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At a time when the health of the U.S. economy and job market are being heavily debated in this year’s presidential elections — and one candidate has come under scrutiny for manufacturing branded products for his hotels in China — Marriott International says it is making a patriotic commitment.
The Bethesda, Maryland-based company announced that every towel and bath mat in each of its guest rooms at nearly 3,000 U.S. hotels will soon be made in the U.S., a first for the American hospitality industry.
The pledge to have only “Made in USA” bathroom textiles takes the concept of locally sourced to a national scale, and at no extra cost to Marriott. Marriott’s annual order of 2.6 million bath towels and 4.9 million hand towels from Cincinnati-based Standard Textile will support manufacturing communities in Thomaston, Georgia, and Union, South Carolina, adding a total of 150 new jobs at the company, as well as throughout its supply chain.
Previously, Marriott’s U.S. properties used towels produced in Jordan. The new towels will be made with 100-percent cotton fiber grown in the U.S. Because the new towels don’t have to be shipped overseas in 300 container shipments each year, Marriott estimates this will result in significant reductions in greenhouse gas emissions–and shipping costs.
Scott Mitchell, director of design and development for Marriott, says the hotel company approached Standard Textile four years ago with a proposal to use only U.S.-made towels in its U.S. properties, challenging the company to do so without costing Marriott more money than it was already spending in Jordan. While Marriott won’t disclose exactly how much it is spending on the towels, it says technological developments undertaken at Standard Textile’s plants, as well as more efficient procurement of raw materials have made this a cost-neutral initiative.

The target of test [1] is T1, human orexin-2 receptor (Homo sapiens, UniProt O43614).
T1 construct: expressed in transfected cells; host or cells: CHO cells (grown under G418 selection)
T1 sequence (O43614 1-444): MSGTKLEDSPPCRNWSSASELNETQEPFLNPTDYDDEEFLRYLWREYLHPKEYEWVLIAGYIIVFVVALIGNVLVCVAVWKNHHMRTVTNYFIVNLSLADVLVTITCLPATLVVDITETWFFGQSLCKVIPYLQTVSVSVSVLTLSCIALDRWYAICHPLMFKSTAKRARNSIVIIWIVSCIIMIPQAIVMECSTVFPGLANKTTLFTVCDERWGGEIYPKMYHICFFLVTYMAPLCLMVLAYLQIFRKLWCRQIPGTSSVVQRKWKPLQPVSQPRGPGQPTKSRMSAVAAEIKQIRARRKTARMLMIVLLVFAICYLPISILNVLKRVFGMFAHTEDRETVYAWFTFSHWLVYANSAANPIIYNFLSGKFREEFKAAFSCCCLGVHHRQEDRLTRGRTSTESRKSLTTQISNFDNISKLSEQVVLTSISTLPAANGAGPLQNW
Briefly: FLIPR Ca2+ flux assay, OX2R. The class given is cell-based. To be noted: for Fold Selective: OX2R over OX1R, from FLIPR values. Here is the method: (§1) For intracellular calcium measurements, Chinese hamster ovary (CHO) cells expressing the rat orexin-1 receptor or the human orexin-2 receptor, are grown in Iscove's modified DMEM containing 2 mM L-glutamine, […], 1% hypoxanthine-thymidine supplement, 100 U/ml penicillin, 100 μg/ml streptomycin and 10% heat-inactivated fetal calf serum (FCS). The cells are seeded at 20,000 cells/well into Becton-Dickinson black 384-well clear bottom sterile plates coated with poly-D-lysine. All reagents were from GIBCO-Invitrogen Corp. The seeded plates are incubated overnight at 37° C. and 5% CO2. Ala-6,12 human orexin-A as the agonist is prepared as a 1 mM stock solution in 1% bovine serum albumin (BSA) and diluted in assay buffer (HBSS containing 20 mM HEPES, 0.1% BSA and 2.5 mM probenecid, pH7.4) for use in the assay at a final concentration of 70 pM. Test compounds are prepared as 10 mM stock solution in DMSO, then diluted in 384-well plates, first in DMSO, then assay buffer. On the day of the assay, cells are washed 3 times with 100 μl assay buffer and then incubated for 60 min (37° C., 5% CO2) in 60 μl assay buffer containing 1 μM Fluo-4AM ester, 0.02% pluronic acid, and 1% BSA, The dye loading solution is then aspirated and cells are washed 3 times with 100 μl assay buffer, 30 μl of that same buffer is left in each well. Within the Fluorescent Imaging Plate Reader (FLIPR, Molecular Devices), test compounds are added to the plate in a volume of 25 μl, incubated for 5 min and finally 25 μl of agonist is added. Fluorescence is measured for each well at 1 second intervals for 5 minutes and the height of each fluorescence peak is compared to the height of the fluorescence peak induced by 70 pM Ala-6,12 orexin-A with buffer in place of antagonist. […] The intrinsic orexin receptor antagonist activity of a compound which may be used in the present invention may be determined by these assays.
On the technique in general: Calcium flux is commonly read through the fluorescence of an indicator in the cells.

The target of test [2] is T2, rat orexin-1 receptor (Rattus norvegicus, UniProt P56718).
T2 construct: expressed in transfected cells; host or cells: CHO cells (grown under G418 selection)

“It had to be everything U.S. and for it to be cost-neutral,” Mitchell tells Skift. “The elimination of ocean freight is a big component. Utilizing their technology in the new plant and coming up with new ideas and ways to manufacture—from the weaving machines and cutting and sewing—they automated a lot of things. What may take 300 people to do in Jordan they are able to do with 150 people in the U.S.” Because all of the cotton used to make the towels is grown in the U.S. instead of being shipped in from around the world, the cost of yarn is also lower, he adds.
Another thing to note: While all towels will be made by Standard Textile, they will vary in quality according to their respective hotel brands. So, in other words, the Made in USA towel you find at the Courtyard by Marriott won’t be exactly the same as the one you’d use at the JW Marriott.
Mitchell also notes that the textile plant in Jordan that used to manufacture towels for Marriott’s U.S. properties remains in operation. “They took the capacity we were taking up in that plant and they’ve moved that to do other things,” he says.
A Marriott spokesperson also says that this change may take two years or longer to fully roll out nationwide as properties replace their old towels with the new ones.
Going forward, it’s not clear if Marriott will adopt this same sourcing strategy at its hotels in other regions. “At this point this isn’t a huge broad initiative,” Mitchell says. He notes that most of Marriott’s China properties use linens sourced from China, and that the company is looking into local sourcing of textiles and other products in Europe and South America.